Tuesday, March 3, 2009


"June Girls Wear Pearls" is what my GrandNani said to me when she gave me my first pearl necklace, and my second.

"Ah, this is a beautiful pearl... pink, as it represents love. How foruitous for your Honeymoon" Said an overly helpful Asian woman in a popular tourist trap on Kauai, as my husband and I pried open a previously seeded oyster to reveal the certain treasure.

Yes, even though A pearl is definately an organic treasure, or one might say, an irritant, I have never been able to escape them. As I have grown up, I have come to appreciate the unique luster of the pearl, and come to care for it, as a precious gem.

The pearls depicted in the picture are from my own personal collection... more of the treasure I found in Kauai, allong with the sea glass, and the hessonite garnets. I have a third pearl, pink, a sister if you will to these two. These two came from the same oyster, but one is coated darker than the other. My other pearl, the first honest, untampered pearl I ever came to possess, nearly caused me to make a scene.

At the stand, where I got to pick out my own oyster, a great big ugly behemoth... which in my opinion isnt saying much as far as oysters go, the helpful saleswoman held up my pink pearl, let me cup it breathlessly in the very palm of my hand, and then... plucked it from me, only to drill a hole right into it!!

Readers, if only you could have imagined my face as I watched this! My stomach dropped! I felt nauseated! But, it was all part of their ploy! Now that my pearl had a hole in it, it was much easier to trick me into buying a pendant to put it on! The pendant I chose was a modestly priced one... I was horrified, natually to be tricked in such a manor, my stomach still queasy with the sound of the drill.... and I eventually made a choice of a simple white gold, with a tiny diamond nestling next to my pearl, apologising under my breath to my husband, for falling for such a costly gimmick!

However... all was not lost, for in cooperation for sitting through he horrible scene, I was given an oyster seeded with two pearls, both pinkish in color, and I quickly yelled out " DO NOT PIERCE THEM!!!" Much to the saleswomans surprise. These are the pearls you see in my picture.

If you like, you, too, can have a riviting experiance... if you go to http://www.mauidivers.com/ the company who sponsored my private thriller.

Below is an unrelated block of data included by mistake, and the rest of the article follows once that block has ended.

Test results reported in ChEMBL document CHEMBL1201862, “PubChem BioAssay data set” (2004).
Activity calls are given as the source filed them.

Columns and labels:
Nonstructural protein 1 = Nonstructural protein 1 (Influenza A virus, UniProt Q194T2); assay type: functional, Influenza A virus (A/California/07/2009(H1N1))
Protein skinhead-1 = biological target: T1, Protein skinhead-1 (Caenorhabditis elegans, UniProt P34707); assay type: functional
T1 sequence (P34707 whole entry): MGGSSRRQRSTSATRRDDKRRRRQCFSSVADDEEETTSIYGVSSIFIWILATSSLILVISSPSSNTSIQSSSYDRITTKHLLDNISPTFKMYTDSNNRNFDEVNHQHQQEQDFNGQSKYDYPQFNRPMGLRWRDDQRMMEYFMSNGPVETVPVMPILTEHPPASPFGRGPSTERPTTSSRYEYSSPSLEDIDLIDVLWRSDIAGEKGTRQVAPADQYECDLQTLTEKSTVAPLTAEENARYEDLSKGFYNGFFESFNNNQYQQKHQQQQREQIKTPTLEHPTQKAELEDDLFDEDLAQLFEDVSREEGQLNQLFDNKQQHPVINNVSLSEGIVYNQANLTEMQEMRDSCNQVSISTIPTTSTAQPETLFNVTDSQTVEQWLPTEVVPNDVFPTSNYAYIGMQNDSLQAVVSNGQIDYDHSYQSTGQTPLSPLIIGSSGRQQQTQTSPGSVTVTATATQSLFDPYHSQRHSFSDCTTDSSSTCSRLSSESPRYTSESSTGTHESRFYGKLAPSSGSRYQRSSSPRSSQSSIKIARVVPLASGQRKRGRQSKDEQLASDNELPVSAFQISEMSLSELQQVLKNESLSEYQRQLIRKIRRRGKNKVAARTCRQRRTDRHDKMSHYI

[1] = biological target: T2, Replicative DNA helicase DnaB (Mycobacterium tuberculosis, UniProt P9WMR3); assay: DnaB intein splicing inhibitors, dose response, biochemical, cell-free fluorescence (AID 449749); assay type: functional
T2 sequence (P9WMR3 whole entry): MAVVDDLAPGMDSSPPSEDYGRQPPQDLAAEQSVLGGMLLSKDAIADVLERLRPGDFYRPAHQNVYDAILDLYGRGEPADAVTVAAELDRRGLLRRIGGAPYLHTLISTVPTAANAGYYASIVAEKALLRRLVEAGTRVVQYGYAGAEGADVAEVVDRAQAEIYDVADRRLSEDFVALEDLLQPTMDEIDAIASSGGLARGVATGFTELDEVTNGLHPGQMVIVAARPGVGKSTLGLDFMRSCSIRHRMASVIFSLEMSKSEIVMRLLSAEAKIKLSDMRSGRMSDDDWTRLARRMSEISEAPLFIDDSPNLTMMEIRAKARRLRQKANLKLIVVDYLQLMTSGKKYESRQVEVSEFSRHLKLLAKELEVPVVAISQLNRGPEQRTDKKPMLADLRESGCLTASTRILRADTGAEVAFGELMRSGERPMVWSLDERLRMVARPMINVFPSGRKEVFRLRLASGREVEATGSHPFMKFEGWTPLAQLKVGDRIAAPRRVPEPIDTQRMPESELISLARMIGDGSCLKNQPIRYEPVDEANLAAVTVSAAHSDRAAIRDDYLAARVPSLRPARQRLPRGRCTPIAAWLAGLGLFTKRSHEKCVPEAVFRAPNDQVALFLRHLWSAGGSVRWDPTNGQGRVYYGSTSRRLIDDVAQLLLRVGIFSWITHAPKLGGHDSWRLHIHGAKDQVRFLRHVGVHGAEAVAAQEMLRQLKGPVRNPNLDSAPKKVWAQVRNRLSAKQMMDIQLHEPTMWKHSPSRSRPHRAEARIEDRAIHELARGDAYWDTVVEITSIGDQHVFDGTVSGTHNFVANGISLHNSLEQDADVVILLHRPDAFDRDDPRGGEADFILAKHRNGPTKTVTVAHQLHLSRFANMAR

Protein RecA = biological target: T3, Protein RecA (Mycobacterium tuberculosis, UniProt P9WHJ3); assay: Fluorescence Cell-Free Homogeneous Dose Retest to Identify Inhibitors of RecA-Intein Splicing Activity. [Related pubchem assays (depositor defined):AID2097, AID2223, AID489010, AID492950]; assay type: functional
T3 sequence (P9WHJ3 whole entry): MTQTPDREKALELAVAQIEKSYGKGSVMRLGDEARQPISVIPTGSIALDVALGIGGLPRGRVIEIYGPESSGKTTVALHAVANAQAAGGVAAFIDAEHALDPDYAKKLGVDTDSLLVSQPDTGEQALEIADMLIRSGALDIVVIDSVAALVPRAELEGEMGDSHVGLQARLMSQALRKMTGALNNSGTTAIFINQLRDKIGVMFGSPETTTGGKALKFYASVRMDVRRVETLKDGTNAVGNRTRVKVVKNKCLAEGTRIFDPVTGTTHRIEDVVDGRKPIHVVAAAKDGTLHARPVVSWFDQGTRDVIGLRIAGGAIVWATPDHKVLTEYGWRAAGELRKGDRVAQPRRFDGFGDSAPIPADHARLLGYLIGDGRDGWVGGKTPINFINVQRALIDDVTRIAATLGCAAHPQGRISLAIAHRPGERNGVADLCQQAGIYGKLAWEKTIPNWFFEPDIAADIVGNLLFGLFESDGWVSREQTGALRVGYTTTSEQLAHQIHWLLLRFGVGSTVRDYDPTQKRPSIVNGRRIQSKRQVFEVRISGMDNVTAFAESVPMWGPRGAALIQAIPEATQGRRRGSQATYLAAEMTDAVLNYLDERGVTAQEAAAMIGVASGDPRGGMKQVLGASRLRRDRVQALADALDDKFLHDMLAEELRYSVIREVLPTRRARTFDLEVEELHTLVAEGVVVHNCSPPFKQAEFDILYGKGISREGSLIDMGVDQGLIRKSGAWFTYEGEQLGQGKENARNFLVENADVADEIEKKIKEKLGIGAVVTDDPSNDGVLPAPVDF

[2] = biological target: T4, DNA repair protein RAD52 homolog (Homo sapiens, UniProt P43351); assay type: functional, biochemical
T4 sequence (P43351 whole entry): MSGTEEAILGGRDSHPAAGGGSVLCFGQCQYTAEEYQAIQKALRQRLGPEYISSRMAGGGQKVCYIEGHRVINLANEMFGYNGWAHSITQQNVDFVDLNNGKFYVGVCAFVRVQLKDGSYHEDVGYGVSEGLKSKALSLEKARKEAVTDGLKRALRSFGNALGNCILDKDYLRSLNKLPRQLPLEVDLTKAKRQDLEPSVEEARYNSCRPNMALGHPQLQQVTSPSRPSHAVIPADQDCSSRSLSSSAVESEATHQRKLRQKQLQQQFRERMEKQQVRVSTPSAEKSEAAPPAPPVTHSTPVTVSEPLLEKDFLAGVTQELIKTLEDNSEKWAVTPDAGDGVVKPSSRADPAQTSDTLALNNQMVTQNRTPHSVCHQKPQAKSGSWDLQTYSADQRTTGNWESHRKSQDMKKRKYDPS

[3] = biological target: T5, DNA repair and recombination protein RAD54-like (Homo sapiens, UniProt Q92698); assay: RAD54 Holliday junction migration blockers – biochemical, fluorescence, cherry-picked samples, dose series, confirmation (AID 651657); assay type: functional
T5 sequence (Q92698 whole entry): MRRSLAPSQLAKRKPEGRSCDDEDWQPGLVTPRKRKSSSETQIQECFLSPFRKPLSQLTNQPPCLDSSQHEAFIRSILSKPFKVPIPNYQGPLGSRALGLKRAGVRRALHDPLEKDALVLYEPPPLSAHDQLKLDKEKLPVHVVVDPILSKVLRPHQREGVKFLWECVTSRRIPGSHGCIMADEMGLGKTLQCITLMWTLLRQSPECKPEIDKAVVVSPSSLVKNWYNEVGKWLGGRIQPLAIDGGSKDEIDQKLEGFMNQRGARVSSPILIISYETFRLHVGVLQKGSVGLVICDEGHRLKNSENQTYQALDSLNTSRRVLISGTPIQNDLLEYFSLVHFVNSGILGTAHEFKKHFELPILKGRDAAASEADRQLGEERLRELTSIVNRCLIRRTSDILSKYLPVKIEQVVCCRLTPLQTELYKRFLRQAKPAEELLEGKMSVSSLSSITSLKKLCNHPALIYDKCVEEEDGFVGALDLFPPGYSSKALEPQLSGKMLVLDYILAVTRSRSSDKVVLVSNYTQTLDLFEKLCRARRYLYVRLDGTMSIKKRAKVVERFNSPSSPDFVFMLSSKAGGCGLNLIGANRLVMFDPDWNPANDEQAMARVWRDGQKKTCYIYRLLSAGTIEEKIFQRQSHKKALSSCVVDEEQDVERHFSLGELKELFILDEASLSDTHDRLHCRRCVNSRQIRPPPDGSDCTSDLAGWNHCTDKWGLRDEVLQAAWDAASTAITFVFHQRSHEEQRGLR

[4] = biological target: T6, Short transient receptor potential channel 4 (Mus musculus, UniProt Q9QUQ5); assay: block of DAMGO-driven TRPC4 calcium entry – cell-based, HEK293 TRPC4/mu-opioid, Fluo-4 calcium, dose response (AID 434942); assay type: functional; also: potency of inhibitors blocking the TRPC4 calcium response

My wedding was in June, as is my birthday... so for that summer month, pearls still reign supreme.

Other gemstones for June birthdays include: Moonstone and Alexandrite.

"The Pearl of Allah" is a famous, and mysterious pearl.

The largest pearl known, was found in the Philippines in 1934. It is a naturally-occurring, non-nacreous, calcareous concretion from a giant clam. Because it did not grow in a pearl oyster it is not pearly, instead it has a porcellaneous surface. In other words, it is glossy like a china plate. Other pearls from giant clams are known to exist, but this is a particularly large one.

The pearl weighs 14 lb (6.4 kg) and was supposedly first discovered by an anonymous Filipino Muslim diver off the island of Palawan in 1934. According to the legend as it is currently told, a Palawan chieftain gave the pearl to Wilbur Dowell Cobb in 1936 as a gift for having saved the life of his son. The pearl had been named the "Pearl of Allah" by the Muslim tribal chief, because it resembled a turbaned head.

Another even more elaborate legend says that this object is actually the Pearl of Lao-Tzu, a cultured pearl created with a carved amulet and then supposedly progressively grafted into several giant clams, before supposedly being lost due to a shipwreck in 1745. This legend has been discredited, however because this pearl is indeed the product of a giant clam, Tridacna gigas, which cannot be grafted. The pearl is also a whole pearl, not a mabe pearl, and whole pearl culturing technology is only 100 years old.

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